“Sometimes you do everything right and things will still go wrong. The key is to never stop doing right.”
Sixteen-year-old Starr Carter moves between two worlds: the poor neighborhood where she lives and the fancy suburban prep school she attends. The uneasy balance between these worlds is shattered when Starr witnesses the fatal shooting of her childhood best friend Khalil at the hands of a police officer. Khalil was unarmed.
Soon afterward, his death is a national headline. Some are calling him a thug, maybe even a drug dealer and a gangbanger. Protesters are taking to the streets in Khalil’s name. Some cops and the local drug lord try to intimidate Starr and her family. What everyone wants to know is: what really went down that night? And the only person alive who can answer that is Starr.
But what Starr does—or does not—say could upend her community. It could also endanger her life.
CW: underage drinking, drug use and abuse, gangs, gun violence, police brutality, racism, loss of a loved one, alcoholism, domestic abuse
It’s actually hard to find the words to review this, partly because I’m just so impressed with it, partly because this is out of my typical genre, and partly because it’s so full of heavy, relevant topics. I think the easiest way to go about it is to just mention everything I can think of, and hope it forms something coherent in the end.
For starters, The Hate U Give shows just how much cycles of oppression keep pushing minorities down, focusing specifically on the racism and socioeconomic inequality that surrounds Starr’s predominantly black neighborhood and the shooting of her friend Khalil by the police. There’s fantastic nuance in the way Angie Thomas explores why someone might deal drugs despite not ever wanting to, or how someone might have taken the charges for a crime they didn’t commit in order to protect someone else. Nothing is clear cut, not when life is complicated by so many factors, especially factors like poverty and racism.
And this does make The Hate U Give an issue book, I think, but that’s hardly a bad thing given that the issues inside are so relevant and worth talking about still. We need to discuss police brutality and racism and the socioeconomic obstacles that stand in the way of major change. We also need to take action on these issues, but knowing about them, learning more, talking about them is how you start taking action.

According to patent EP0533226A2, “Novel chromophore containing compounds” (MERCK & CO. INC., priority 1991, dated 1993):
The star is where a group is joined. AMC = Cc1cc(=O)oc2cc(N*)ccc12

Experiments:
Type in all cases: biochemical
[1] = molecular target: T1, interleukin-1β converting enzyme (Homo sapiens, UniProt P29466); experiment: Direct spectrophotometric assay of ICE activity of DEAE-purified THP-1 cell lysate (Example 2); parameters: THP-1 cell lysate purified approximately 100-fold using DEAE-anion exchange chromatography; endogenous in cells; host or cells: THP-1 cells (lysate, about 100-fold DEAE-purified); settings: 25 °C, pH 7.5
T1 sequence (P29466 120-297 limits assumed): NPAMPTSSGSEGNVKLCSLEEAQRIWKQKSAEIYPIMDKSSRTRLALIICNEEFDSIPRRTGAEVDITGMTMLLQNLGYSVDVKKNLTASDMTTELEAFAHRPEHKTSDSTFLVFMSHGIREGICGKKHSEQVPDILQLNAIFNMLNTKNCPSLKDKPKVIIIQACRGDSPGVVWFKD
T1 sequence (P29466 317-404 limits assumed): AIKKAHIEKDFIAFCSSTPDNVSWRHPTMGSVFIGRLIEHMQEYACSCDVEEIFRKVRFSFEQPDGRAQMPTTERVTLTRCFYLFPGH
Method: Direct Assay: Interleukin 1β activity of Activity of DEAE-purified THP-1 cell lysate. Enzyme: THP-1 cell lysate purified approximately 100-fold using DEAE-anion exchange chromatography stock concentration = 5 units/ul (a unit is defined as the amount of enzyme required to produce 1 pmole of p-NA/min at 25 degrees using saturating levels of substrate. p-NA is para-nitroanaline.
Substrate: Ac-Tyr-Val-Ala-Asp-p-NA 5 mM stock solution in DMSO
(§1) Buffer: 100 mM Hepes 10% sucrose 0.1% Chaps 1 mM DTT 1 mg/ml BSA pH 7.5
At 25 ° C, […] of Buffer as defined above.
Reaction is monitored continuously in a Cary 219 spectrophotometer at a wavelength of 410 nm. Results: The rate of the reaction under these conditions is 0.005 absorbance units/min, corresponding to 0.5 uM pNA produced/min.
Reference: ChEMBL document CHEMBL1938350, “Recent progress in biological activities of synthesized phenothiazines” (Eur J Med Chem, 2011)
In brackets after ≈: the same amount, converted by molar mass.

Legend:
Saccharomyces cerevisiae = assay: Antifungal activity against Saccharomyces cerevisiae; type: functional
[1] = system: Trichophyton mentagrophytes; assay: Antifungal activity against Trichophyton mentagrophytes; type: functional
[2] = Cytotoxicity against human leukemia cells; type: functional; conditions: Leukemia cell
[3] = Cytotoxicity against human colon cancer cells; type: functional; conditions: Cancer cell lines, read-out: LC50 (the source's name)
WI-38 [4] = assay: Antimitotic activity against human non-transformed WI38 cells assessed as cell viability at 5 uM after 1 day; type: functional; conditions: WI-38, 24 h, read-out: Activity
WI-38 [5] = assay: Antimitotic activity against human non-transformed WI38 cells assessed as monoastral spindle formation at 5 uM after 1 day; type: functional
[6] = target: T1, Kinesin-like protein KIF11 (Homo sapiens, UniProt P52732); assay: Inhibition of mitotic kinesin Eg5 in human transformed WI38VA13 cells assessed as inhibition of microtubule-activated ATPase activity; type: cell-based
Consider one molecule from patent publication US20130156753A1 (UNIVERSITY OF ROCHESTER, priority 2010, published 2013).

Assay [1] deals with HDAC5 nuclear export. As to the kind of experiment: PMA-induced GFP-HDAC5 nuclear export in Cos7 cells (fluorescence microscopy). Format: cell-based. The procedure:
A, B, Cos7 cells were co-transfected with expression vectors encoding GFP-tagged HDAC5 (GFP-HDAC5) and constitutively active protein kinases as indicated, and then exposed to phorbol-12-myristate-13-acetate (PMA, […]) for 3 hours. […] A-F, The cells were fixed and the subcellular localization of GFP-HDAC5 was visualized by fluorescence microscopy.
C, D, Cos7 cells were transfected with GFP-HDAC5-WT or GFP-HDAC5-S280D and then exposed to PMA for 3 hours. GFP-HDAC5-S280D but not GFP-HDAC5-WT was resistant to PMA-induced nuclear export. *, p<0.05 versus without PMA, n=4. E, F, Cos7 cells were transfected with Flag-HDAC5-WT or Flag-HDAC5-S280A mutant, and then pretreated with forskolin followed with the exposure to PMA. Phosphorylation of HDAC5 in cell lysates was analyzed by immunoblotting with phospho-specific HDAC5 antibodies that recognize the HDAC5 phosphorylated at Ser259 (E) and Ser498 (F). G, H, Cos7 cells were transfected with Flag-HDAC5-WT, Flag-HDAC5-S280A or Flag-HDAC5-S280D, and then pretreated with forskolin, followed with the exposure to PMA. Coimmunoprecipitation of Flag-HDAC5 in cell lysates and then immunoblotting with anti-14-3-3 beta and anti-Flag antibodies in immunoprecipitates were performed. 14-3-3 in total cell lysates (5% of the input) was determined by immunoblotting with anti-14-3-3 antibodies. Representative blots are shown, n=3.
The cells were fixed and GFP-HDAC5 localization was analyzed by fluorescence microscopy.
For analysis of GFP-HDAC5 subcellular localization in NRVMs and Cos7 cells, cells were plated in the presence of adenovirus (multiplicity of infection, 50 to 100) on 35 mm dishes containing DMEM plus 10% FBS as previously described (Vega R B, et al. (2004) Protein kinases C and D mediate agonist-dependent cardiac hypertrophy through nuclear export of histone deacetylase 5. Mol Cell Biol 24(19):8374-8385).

And even while this book handles these topics so incredibly well, you get the bits of life that aren’t as serious for Starr. You get her playing basketball with her friends, you get her spending time with her family, both immediate and extended, you get her going to prom and getting to be a kid. All this, even while she grapples with the fallout of Khalil’s murder. Really, none of these things are completely inseparable from one another, but that’s how nuance works.
Another huge strength in this book is Starr’s voice. Not only is she distinctly expressive, but you can feel the shift when she’s at home in Garden Heights versus when she’s at school, where most of the students are white. She consciously alters her language and behavior based on her environment, and it was fantastic to see her adjust how much she did that and where and when over the course of the novel. It went hand in hand with her choosing which relationships in her life mattered most (with a couple of decisions I actually cheered for, since it was clearly much better for her to make those choices), and it ultimately meshed well with the theme of Starr finding her voice and using it. There’s power in her words, and it’s her decision how to wield that in the end.
Possibly the only thing that threw me was the resolution to Khalil’s murder, and perhaps the pacing of the novel, but I ended up giving this five stars because this is not fantasy. This is contemporary that rings frighteningly, horribly true to the present day, and things don’t always work out in ways that satisfy a narrative. They don’t always follow a specific pace. I can’t fault a book for embracing its genre in that way, even if it is at odds with what I typically read. And especially if it’s as powerful and well-crafted as this book.
I’m not entirely sure if I have much else to say, except that I don’t think this book will be forgotten. It’s already been put on banned books lists in the two years it’s been out, and it holds a steady place on the NYT Bestseller’s List. People are noticing this book, and they’re not letting it go quietly. And I hope that that rings true for a long while still to come.
In short, if you haven’t read The Hate U Give, I think it’s absolutely worth the time to pick it up and really let it sink it. I found it worth every moment of my time, and I can only hope you’ll feel the same.